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  1. It's a big fat black mark against the US that they radicalized a lot of these Afghan jihadis in the 80s to fight the soviets and then when they predictably got around to biting the hand that fed them, the US had to invade their homelands, install a bunch of corrupt drug kingpins and kleptocrats, take these guys and torture the hell out of them. Why for example did the US have to sodomize them? Dubya said "they hate us for our freedoms!" Here, try some of that freedom whether you like it or not!!! Now they got even more reasons to hate us-- lets just keep bombing the crap out of their populations, installing more puppet regimes, arming one faction against another, etc etc etc.... the US is becoming a monster. No wonder they hate us. Here's my modest recommendation. How about we follow "Just War" theory in the future. St Augustine had it right. How about we treat these obvious prisoners of war according to the Geneva convention instead of torturing them in sadistic and perverted ways.

  2. As usual, John is "spot-on." The subtle but poignant points he makes are numerous and warrant reflection by mediators and users. Oh but were it so simple.

  3. ACLU. Way to step up against the police state. I see a lot of things from the ACLU I don't like but this one is a gold star in its column.... instead of fighting it the authorities should apologize and back off.

  4. Duncan, It's called the RIGHT OF ASSOCIATION and in the old days people believed it did apply to contracts and employment. Then along came title vii.....that aside, I believe that I am free to work or not work for whomever I like regardless: I don't need a law to tell me I'm free. The day I really am compelled to ignore all the facts of social reality in my associations and I blithely go along with it, I'll be a slave of the state. That day is not today......... in the meantime this proposed bill would probably be violative of 18 usc sec 1981 that prohibits discrimination in contracts... a law violated regularly because who could ever really expect to enforce it along the millions of contracts made in the marketplace daily? Some of these so-called civil rights laws are unenforceable and unjust Utopian Social Engineering. Forcing people to love each other will never work.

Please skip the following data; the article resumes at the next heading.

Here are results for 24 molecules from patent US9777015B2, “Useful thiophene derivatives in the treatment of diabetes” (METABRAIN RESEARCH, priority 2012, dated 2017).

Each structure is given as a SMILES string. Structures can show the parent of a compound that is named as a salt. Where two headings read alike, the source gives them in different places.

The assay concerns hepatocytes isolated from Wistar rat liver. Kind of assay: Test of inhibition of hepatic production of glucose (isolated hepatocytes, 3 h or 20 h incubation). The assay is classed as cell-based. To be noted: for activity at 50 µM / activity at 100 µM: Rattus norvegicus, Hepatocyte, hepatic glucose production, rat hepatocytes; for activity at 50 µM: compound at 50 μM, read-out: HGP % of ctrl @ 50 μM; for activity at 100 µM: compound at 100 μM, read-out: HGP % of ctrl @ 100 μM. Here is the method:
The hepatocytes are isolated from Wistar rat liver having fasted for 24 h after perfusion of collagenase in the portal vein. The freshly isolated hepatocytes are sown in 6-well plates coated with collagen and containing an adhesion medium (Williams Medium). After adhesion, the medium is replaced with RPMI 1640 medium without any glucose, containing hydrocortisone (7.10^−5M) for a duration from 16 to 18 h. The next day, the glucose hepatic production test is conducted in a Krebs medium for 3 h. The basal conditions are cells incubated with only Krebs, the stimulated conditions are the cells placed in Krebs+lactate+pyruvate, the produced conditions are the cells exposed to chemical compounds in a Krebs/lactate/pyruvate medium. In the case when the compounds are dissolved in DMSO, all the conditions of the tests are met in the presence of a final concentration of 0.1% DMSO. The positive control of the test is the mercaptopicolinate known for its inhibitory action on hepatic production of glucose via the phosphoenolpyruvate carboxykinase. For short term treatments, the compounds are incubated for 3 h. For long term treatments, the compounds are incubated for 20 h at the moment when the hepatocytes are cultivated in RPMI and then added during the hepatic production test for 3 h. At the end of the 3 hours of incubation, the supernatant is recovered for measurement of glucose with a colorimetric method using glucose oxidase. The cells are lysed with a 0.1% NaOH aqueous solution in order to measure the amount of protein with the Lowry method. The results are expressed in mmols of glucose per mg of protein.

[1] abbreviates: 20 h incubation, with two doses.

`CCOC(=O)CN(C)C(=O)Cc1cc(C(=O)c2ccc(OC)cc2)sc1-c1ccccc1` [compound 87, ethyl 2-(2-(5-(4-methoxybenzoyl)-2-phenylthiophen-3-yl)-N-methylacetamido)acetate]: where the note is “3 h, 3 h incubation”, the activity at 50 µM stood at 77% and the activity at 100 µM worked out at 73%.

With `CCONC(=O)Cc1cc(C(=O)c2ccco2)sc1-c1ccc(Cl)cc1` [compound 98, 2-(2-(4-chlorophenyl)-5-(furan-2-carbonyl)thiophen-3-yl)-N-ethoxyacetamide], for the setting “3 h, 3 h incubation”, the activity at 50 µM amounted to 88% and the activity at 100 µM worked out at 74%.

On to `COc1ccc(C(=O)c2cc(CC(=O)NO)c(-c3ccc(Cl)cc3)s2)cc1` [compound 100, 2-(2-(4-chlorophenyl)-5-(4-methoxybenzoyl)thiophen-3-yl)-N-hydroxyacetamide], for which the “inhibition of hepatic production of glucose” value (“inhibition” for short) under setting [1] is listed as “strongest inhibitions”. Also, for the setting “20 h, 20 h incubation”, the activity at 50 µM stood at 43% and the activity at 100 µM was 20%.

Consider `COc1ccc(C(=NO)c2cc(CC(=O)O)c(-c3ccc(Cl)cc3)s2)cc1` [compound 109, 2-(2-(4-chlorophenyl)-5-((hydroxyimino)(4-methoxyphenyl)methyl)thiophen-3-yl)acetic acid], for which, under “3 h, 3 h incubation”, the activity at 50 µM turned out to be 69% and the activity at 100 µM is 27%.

5. I am the father of a sweet little one-year-old named girl, who happens to have Down Syndrome. To anyone who reads this who may be considering the decision to terminate, please know that your child will absolutely light up your life as my daughter has the lives of everyone around her. There is no part of me that condones abortion of a child on the basis that he/she has or might have Down Syndrome. From an intellectual standpoint, however, I question the enforceability of this potential law. As it stands now, the bill reads in relevant part as follows: "A person may not intentionally perform or attempt to perform an abortion . . . if the person knows that the pregnant woman is seeking the abortion solely because the fetus has been diagnosed with Down syndrome or a potential diagnosis of Down syndrome." It includes similarly worded provisions abortion on "any other disability" or based on sex selection. It goes so far as to make the medical provider at least potentially liable for wrongful death. First, how does a medical provider "know" that "the pregnant woman is seeking the abortion SOLELY" because of anything? What if the woman says she just doesn't want the baby - not because of the diagnosis - she just doesn't want him/her? Further, how can the doctor be liable for wrongful death, when a Child Wrongful Death claim belongs to the parents? Is there any circumstance in which the mother's comparative fault will not exceed the doctor's alleged comparative fault, thereby barring the claim? If the State wants to discourage women from aborting their children because of a Down Syndrome diagnosis, I'm all for that. Purporting to ban it with an unenforceable law, however, is not the way to effectuate this policy.